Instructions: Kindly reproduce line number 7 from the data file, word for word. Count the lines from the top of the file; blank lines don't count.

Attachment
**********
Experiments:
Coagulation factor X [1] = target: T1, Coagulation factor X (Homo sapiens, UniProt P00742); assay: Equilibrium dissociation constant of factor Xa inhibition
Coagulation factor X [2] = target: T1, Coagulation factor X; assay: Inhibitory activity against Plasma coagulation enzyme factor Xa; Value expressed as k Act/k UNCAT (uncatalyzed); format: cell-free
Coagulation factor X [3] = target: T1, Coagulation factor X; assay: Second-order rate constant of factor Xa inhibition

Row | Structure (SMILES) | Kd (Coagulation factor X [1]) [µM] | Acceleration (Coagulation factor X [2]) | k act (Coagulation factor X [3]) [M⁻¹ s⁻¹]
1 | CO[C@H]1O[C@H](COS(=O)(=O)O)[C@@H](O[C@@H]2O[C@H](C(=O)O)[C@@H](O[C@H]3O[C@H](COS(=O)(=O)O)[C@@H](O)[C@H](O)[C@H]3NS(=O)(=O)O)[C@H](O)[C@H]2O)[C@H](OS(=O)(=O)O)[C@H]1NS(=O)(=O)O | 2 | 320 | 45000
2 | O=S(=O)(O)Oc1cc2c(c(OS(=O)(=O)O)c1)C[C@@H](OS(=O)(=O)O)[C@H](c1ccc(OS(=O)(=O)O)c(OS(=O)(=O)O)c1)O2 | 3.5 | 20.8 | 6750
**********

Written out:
2 | O=S(=O)(O)Oc1cc2c(c(OS(=O)(=O)O)c1)C[C@@H](OS(=O)(=O)O)[C@H](c1ccc(OS(=O)(=O)O)c(OS(=O)(=O)O)c1)O2 | 3.5 | 20.8 | 6750